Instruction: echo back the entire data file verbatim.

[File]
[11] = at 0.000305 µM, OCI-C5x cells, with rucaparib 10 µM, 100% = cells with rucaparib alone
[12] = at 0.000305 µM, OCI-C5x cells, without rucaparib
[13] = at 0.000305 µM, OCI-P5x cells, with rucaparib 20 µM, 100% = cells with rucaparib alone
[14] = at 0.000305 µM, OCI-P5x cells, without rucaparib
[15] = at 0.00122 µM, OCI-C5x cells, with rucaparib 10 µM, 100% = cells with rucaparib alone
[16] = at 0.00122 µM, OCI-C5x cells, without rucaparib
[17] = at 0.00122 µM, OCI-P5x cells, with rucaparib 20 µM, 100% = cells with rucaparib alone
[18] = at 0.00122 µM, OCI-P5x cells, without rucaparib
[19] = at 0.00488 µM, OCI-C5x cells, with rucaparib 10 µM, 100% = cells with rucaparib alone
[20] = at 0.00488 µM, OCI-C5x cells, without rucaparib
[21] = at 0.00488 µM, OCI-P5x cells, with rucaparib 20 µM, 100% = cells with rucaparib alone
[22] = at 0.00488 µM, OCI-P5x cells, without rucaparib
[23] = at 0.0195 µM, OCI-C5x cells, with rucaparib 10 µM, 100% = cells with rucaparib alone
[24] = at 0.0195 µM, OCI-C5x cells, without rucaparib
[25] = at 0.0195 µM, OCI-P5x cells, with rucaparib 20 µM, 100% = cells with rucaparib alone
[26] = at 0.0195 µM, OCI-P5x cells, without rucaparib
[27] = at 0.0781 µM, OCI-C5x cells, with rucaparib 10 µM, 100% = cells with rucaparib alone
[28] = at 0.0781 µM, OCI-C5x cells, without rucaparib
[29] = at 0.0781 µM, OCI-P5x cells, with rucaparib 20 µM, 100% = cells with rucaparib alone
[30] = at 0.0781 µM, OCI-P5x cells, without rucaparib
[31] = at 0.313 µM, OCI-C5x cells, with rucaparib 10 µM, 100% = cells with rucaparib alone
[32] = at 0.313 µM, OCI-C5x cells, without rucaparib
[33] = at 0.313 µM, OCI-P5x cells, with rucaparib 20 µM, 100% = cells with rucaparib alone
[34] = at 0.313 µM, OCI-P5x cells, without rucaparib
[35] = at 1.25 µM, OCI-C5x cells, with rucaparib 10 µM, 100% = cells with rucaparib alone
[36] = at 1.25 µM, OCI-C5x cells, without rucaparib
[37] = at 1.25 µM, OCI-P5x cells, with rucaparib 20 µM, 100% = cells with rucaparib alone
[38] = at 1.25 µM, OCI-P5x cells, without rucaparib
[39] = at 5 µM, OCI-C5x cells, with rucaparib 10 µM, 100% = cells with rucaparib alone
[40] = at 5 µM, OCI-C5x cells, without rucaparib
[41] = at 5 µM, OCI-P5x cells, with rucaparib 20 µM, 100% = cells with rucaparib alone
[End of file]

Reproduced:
[11] = at 0.000305 µM, OCI-C5x cells, with rucaparib 10 µM, 100% = cells with rucaparib alone
[12] = at 0.000305 µM, OCI-C5x cells, without rucaparib
[13] = at 0.000305 µM, OCI-P5x cells, with rucaparib 20 µM, 100% = cells with rucaparib alone
[14] = at 0.000305 µM, OCI-P5x cells, without rucaparib
[15] = at 0.00122 µM, OCI-C5x cells, with rucaparib 10 µM, 100% = cells with rucaparib alone
[16] = at 0.00122 µM, OCI-C5x cells, without rucaparib
[17] = at 0.00122 µM, OCI-P5x cells, with rucaparib 20 µM, 100% = cells with rucaparib alone
[18] = at 0.00122 µM, OCI-P5x cells, without rucaparib
[19] = at 0.00488 µM, OCI-C5x cells, with rucaparib 10 µM, 100% = cells with rucaparib alone
[20] = at 0.00488 µM, OCI-C5x cells, without rucaparib
[21] = at 0.00488 µM, OCI-P5x cells, with rucaparib 20 µM, 100% = cells with rucaparib alone
[22] = at 0.00488 µM, OCI-P5x cells, without rucaparib
[23] = at 0.0195 µM, OCI-C5x cells, with rucaparib 10 µM, 100% = cells with rucaparib alone
[24] = at 0.0195 µM, OCI-C5x cells, without rucaparib
[25] = at 0.0195 µM, OCI-P5x cells, with rucaparib 20 µM, 100% = cells with rucaparib alone
[26] = at 0.0195 µM, OCI-P5x cells, without rucaparib
[27] = at 0.0781 µM, OCI-C5x cells, with rucaparib 10 µM, 100% = cells with rucaparib alone
[28] = at 0.0781 µM, OCI-C5x cells, without rucaparib
[29] = at 0.0781 µM, OCI-P5x cells, with rucaparib 20 µM, 100% = cells with rucaparib alone
[30] = at 0.0781 µM, OCI-P5x cells, without rucaparib
[31] = at 0.313 µM, OCI-C5x cells, with rucaparib 10 µM, 100% = cells with rucaparib alone
[32] = at 0.313 µM, OCI-C5x cells, without rucaparib
[33] = at 0.313 µM, OCI-P5x cells, with rucaparib 20 µM, 100% = cells with rucaparib alone
[34] = at 0.313 µM, OCI-P5x cells, without rucaparib
[35] = at 1.25 µM, OCI-C5x cells, with rucaparib 10 µM, 100% = cells with rucaparib alone
[36] = at 1.25 µM, OCI-C5x cells, without rucaparib
[37] = at 1.25 µM, OCI-P5x cells, with rucaparib 20 µM, 100% = cells with rucaparib alone
[38] = at 1.25 µM, OCI-P5x cells, without rucaparib
[39] = at 5 µM, OCI-C5x cells, with rucaparib 10 µM, 100% = cells with rucaparib alone
[40] = at 5 µM, OCI-C5x cells, without rucaparib
[41] = at 5 µM, OCI-P5x cells, with rucaparib 20 µM, 100% = cells with rucaparib alone